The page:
Look at Colossians 2:23, where religion says this: “These things do have an appearance of wisdom in self-imposed religion, false humility, and neglect of the body, but have nothing to do with the indulgence of the flesh.”
A verse from the Old Testament, Deuteronomy 10:18, reads, “…he does justice to the fatherless and to the widow…” Widows and orphans have always existed. The Bible repeatedly uses widows and orphans as touchstones of need. Clearly, from heaven’s perspective, no one needs help more than a woman who has lost her husband or a child who has lost mom and/or dad. God’s heart was turned to them.
So should ours.
The religions that are acceptable to God are the religions that have the hands and feet of Christ and the body of Christ. Now, it may be more involved, but never less. Regarding James 1:27, the NIV translates the “visitation” of widows and orphans as episkeptesthai, which means: “to care for”. King James translates it as “Visit”. The Good News Bible translates it as “take care”. All these translations are very accurate. It’s not just visiting, it’s not just caring. It’s literally about visiting to help. It’s about taking the initiative to help those in need.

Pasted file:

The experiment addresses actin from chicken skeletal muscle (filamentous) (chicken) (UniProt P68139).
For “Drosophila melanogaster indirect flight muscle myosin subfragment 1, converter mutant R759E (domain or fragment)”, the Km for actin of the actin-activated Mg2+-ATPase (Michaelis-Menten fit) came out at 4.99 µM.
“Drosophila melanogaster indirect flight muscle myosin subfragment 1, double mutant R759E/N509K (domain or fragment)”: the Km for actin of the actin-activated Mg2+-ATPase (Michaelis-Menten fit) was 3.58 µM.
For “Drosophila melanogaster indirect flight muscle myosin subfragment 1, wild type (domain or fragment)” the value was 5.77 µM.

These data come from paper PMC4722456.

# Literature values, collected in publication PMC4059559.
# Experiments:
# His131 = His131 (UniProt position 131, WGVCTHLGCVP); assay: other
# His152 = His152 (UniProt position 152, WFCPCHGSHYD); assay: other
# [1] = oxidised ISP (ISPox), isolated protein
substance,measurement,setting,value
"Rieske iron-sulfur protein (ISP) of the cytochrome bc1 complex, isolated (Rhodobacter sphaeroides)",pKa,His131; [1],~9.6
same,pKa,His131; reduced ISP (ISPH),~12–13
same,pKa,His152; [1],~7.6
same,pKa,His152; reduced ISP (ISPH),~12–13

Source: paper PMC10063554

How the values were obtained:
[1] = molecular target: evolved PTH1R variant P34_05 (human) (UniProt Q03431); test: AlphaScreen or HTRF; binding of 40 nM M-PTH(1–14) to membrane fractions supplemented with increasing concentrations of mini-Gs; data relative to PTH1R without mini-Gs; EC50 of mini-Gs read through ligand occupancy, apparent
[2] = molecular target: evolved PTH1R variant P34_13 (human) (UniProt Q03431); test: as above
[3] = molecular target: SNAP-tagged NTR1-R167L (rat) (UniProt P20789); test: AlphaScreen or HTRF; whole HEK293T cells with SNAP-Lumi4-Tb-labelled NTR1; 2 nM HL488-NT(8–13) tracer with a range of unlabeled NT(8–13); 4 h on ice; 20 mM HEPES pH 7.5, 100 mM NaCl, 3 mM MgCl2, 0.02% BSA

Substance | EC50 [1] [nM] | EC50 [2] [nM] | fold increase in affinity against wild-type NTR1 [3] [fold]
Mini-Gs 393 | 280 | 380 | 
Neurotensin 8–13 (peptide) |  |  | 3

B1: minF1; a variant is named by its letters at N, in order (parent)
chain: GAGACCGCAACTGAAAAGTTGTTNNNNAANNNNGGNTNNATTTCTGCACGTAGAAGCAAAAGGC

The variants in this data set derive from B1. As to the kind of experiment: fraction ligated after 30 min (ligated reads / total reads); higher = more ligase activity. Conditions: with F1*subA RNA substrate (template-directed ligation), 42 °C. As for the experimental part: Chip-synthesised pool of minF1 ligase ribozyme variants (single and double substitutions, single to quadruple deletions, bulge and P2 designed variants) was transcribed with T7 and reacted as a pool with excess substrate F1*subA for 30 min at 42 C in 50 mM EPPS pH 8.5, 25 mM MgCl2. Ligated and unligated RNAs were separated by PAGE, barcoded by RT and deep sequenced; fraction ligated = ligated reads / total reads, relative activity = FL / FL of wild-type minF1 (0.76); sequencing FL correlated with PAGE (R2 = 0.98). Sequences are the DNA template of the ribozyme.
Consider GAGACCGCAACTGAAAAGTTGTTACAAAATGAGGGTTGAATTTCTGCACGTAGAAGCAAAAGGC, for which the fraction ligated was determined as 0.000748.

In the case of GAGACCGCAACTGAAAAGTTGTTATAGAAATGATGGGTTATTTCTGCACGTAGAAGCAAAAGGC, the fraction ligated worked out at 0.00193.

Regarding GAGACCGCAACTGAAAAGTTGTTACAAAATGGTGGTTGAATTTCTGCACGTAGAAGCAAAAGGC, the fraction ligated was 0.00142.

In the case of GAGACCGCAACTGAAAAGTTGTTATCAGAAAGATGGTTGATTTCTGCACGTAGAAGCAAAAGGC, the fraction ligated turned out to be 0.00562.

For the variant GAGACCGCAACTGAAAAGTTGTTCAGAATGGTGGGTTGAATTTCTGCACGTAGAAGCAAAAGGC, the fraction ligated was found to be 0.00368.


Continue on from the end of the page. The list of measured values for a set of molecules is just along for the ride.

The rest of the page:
example from the early church
The early church actively addressed legitimate social problems (Acts 6:1; 9:39; 1 Timothy 5:3). This is in line with the Old Testament’s instructions for caring for the needy (Deuteronomy 14; 28, 19; 16:11; 26:12). The example set by the early church has been followed for nearly 2,000 years. For example, Salvation Army founder William Booth described his ministry this way: “We will wash[our sacrifice]in the tears of widows and orphans and place it on the altar of humanity.”